Evelyn De Morgan’s pastel sketch of Clytie of 1885, and the oil painting created from it, (both considered by Evelyn as artworks in their own right) are celebrations of the female form wrapped in the mythology of the goddess. The sensuality of the female come from the entwining, the touch of the sunflowers wrapping around her naked legs, as well as her arms that don’t quite cover her breasts. Strikingly in Frederic Lord Leighton’s representation of Clytie by comparison, a contemporary of Evelyn’s, the female figure is fully clothed with her back turned to the viewer with her focus on worshipping the sun. This comparison only heightens the sexuality inherent in Evelyn’s work. In her representation Clytie’s nude figure is foregrounded, the sunflowers caress doesn’t reach beyond her hipbone, and her body is tantalisingly exposed to the viewer. Her face however is shielded from us, her thoughts are her own.

Clytie with Sunflowers, Evelyn De Morgan, Pastel on paper,1885, Wightwick Manor, National Trust Collection, on display in the Honeysuckle bedroom.

The Sea Maidens, Evelyn De Morgan, Oil on canvas, 1885 – 1886, De Morgan Foundation Collection, currently on show at the Queen’s House’s gallery, Greenwich.

In both Evelyn’s representations of Clytie and The Sea Maidens, the femininity, strength and allegorical and literary significance of these figures is often discussed but when their nakedness is alluded to it is often distanced from any mention of sensuality or sexuality.

In The Sea Maidens this caress of the female body is again foregrounded but is here enacted by other women. Touch is the sensory experience highlighted in the painting. Each of the women are connected by the touch of each other’s hands. Some of these touches occur on or very near the breasts, while another’s is on the pelvic bone, drawing the viewers eyes to the sites of sexuality and sensualising the touch. The scaly tails of the mermaids also appear to be touching each other under the water. The queer sensuality of these figures is striking for a contemporary viewer. As with Clytie another disembodied caress is also represented. The lapping of the sea doesn’t quite reach the hipbone, foregrounding the pubic region.

In the three nude figures of Moonbeams Dipping Into Water the nude women are also shown to be connected through touch, through their hands and legs. The figure at the top of the canvas seems to be having her arm lightly stroked by the woman beneath her. The sensuality of the draping also, like the sunflowers leaves and waves, adds another erotic touch to the representations. As well as the hands and legs of the figures joining, the drapery connects the three figures. The drapery just covers the women’s genitalia, but isn’t stationery, like the waves it appears to be moving over these areas. The drapery is sensuously flowing over and caressing the figures genitalia, charging the erotica of the painting.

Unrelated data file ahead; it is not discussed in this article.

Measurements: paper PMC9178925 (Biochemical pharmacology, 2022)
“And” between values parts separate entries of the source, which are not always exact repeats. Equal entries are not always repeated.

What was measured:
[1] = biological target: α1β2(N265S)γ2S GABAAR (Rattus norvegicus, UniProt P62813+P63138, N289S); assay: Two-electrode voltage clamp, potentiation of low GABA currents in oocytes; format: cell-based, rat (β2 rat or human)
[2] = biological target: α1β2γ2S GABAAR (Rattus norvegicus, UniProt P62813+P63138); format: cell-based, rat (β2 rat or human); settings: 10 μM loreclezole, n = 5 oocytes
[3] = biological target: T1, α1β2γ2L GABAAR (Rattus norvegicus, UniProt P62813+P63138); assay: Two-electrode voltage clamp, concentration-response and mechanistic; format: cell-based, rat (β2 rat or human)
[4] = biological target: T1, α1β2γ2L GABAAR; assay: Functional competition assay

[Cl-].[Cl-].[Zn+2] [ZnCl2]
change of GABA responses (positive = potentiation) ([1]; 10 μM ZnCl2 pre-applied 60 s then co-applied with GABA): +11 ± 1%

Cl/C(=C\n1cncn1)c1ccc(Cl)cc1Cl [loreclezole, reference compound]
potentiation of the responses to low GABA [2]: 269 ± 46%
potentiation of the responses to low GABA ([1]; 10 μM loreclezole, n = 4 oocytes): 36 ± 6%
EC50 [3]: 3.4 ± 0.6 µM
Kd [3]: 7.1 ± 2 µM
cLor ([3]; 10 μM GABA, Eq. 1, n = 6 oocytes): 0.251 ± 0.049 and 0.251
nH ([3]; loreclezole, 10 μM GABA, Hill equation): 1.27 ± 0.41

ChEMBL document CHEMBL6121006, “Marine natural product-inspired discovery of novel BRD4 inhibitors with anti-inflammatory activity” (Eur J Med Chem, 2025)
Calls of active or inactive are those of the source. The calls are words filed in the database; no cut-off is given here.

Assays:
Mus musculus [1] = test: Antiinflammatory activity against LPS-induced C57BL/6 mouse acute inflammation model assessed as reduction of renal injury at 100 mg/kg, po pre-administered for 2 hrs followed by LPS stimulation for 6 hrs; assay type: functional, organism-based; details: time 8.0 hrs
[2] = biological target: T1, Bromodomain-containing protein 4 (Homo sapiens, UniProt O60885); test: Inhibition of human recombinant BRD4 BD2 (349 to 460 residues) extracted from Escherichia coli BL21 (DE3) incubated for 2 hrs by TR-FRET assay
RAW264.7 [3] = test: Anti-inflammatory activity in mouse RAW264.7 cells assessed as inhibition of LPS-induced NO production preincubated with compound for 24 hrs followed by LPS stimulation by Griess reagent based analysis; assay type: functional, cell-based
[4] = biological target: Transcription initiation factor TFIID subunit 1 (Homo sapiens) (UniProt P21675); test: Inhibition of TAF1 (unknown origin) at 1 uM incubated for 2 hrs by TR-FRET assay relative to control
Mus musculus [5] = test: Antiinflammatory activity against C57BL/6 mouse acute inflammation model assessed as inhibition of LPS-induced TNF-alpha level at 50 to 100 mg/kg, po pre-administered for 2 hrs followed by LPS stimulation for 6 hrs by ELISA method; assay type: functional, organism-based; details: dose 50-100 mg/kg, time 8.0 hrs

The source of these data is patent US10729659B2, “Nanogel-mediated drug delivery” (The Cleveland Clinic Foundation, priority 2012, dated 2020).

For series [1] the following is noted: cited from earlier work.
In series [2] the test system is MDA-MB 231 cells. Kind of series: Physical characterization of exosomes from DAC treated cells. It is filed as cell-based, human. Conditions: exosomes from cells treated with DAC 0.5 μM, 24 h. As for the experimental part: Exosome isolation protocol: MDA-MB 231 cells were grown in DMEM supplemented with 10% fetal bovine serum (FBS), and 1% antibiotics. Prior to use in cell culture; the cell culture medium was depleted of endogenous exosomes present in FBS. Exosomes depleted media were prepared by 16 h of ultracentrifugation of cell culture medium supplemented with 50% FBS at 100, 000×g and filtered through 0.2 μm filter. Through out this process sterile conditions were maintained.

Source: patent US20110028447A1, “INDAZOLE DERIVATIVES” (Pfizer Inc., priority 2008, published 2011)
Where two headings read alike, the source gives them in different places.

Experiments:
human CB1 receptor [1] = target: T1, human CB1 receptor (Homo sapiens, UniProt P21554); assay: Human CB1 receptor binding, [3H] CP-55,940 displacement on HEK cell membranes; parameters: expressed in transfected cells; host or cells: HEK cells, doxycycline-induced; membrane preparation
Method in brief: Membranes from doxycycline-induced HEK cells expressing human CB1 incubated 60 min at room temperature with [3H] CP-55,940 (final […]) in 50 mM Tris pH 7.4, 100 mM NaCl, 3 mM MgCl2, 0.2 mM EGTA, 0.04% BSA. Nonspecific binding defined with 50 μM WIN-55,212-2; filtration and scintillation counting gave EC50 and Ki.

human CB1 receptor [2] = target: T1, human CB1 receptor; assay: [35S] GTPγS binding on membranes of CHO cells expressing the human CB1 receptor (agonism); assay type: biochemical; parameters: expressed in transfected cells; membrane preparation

As an independent feminist painter, it seems that Evelyn De Morgan was keen to disrupt the patriarchal art world she inhabited. Whether intentionally or through contemporary reinterpretation, we can see that she did so subversively by taking ownership of the tradition of the heterosexual white male glaze in painting and using it to imbue her paintings with a powerful, revolutionary energy.

This story is the beginning of a research idea, there are so many more questions these ideas suggest.

How would we define Evelyn De Morgan’s nudes in the history of art?

How would we define it in relation to male artists work who directly inspired her and feature the female nude,
such as Botticelli? And how would we compare it to other female artists depictions of naked female figures?

Is it sensuality the focus of her representation of the naked female figure, or is it vulnerability or truth or another

Is Evelyn instead creating this art with an awareness of the historical and contemporary heterosexual male
patron driven art market and their tastes and desires?

Would queer viewers looking at these artworks when they were first created have seen this connotation despite
the lack of public censorship of her work- which would connote something obscene to Victorians?Or during the late nineteenth and early twentieth century was the female sensuality, and the queer sensuality (often unheard of / unthought of, due to femininity and chasteness being synonymous) ignored in these art work, were they viewed as only classical inspired artworks, lacking the sensuality of male artists work?

Because it’s a female artist representing and celebrating the sexuality of the female nude do modern viewers
find a queerness in these representations?

Is queer desire implicit in the female artist and female nude model relationship in the viewer’s mind?

By Hannah Squire, independent art historian and curator

Moonbeams Dipping Into the Sea, Oil on canvas, 1900-1919, De Morgan Foundation Collection, (not currently on display).